The web must be accessible for everyone, and the color combinations we chose affect the accessibility directly. Color of the text, background, buttons, forms almost everything can tamper the readability and visibility. And, there are a lot of perks with using accessible colors, as they decrease the cognitive load i.e the user’s ability to process information and make the right decisions. For example, we’ve seen buttons like delete/cancel associated with the red color, here the color briefly describes the nature of the operation.
WCAG (Web Content Accessibility Guidelines) sets the standards to make the web accessible for everyone and there are three levels by which quality and compliance can be measured. The levels are A, AA, and AAA. Level A is basic and minimum. Now, we want to be at the level AA, there must be enough contrast between the colors. AAA is much better and for that, we must use very high contrast and dark colors. So, remember AA and above.
Chrome Color Picker to the Rescue
A while ago when I was tweaking my blog to hit a 100 on Lighthouse for accessibility, I found out that the Chrome color picker suggests a suitable color automatically based on the component’s background color. The best part about this is that you are getting the closest color to the existing one, that complies with AA or AAA standards.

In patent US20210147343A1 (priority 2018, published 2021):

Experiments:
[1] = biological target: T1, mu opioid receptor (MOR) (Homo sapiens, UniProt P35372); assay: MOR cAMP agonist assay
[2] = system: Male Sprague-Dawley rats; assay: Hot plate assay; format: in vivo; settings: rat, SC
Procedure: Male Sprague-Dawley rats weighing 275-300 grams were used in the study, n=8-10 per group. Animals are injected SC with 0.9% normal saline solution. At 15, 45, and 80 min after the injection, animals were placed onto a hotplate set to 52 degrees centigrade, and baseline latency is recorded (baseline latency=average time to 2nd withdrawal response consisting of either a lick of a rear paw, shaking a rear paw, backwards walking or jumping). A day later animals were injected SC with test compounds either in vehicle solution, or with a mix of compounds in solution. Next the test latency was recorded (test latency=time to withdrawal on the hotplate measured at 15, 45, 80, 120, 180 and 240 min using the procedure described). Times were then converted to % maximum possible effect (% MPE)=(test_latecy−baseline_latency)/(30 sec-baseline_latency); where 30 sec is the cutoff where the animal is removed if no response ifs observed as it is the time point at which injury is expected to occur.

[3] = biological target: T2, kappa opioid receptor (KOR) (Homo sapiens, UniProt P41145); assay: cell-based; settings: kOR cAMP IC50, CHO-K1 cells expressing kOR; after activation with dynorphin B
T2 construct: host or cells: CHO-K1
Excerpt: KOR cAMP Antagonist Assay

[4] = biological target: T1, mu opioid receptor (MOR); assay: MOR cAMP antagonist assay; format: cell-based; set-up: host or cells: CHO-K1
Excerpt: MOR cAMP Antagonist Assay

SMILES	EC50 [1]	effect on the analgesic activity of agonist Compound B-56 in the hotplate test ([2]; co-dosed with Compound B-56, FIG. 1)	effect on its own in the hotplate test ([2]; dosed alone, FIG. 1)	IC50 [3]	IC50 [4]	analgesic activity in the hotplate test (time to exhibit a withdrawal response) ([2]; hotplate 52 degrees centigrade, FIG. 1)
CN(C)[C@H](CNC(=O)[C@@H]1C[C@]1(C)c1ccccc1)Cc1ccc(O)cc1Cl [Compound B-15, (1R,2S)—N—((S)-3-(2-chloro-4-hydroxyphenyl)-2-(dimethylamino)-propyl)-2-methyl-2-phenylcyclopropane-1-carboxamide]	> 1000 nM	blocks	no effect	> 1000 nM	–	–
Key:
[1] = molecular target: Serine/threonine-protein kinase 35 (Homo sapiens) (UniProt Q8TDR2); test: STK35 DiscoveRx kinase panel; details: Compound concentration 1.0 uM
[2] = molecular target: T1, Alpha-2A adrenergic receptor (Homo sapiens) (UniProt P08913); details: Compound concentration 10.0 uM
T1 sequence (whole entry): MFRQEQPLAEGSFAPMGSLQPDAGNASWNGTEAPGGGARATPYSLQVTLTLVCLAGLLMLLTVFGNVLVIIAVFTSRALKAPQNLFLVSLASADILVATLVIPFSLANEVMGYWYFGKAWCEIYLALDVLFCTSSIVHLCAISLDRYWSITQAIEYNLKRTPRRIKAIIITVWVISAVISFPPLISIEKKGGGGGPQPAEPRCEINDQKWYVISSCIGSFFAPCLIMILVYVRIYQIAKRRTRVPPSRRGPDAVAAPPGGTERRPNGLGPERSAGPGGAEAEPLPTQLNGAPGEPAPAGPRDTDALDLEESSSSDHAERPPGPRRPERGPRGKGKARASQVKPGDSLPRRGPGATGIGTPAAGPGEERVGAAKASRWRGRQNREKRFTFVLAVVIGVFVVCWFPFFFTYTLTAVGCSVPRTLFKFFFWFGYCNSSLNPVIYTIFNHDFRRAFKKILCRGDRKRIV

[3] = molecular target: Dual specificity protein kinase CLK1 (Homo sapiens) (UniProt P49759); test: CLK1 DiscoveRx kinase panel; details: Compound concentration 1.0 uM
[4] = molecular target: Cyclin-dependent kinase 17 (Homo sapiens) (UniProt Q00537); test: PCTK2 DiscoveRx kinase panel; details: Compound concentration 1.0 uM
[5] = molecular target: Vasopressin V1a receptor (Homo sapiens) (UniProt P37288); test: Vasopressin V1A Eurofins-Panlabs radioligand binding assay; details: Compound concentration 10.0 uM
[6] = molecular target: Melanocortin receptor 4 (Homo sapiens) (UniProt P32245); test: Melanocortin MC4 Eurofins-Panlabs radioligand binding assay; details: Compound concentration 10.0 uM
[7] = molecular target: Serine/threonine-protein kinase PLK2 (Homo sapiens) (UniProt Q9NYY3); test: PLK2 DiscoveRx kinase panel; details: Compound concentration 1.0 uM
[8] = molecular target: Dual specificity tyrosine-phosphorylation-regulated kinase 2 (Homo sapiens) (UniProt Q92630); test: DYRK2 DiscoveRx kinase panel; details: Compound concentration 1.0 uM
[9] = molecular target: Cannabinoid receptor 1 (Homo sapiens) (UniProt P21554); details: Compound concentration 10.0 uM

Steps to pick an accessible color
- Open Chrome Developer tools
- Inspect the CSS of the required element
- Click on the color property
- Expand the contrast ratio property
- Chose suggested AA or AAA color, that’s it we’re done.
📝 Note: As per Google’s web.dev blog, this feature is experimental. However, it does fix most of the issues and really handy when you need a quick fix.
A simple trick I use to fix anything
This works for buttons, text, and many common element styles. But in some cases, we might want the color to remain constant like the white text color for buttons and we are ready to alter the background. In that case, just swap the text color and background color of the button and Chrome magically suggests a new accessible color based on the given color combination.
More on Colors and Accessibility
Refer to WCAG Guidelines for more best practices. There is also a special tool called a color contrast checker that accurately calculates the contrast ratio for the given color combination.
So, is your site accessible for all?